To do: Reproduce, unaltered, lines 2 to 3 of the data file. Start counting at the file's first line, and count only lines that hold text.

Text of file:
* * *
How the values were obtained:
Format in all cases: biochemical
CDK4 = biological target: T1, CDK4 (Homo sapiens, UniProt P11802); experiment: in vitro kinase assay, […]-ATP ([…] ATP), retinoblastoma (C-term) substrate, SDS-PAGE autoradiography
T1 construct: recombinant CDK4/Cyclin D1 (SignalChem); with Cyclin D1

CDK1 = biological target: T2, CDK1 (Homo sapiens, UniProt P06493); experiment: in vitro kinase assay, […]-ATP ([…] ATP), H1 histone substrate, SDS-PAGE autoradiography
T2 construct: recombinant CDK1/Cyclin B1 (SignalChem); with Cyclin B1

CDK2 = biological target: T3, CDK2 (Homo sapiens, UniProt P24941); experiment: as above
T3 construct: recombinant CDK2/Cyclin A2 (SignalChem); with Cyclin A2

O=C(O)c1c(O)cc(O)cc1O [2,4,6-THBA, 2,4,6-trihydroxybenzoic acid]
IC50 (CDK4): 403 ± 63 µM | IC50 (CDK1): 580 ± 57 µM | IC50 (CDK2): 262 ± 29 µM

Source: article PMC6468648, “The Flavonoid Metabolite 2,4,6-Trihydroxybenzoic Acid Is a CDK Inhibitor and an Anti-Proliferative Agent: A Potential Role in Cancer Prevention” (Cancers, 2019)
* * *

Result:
Format in all cases: biochemical
CDK4 = biological target: T1, CDK4 (Homo sapiens, UniProt P11802); experiment: in vitro kinase assay, […]-ATP ([…] ATP), retinoblastoma (C-term) substrate, SDS-PAGE autoradiography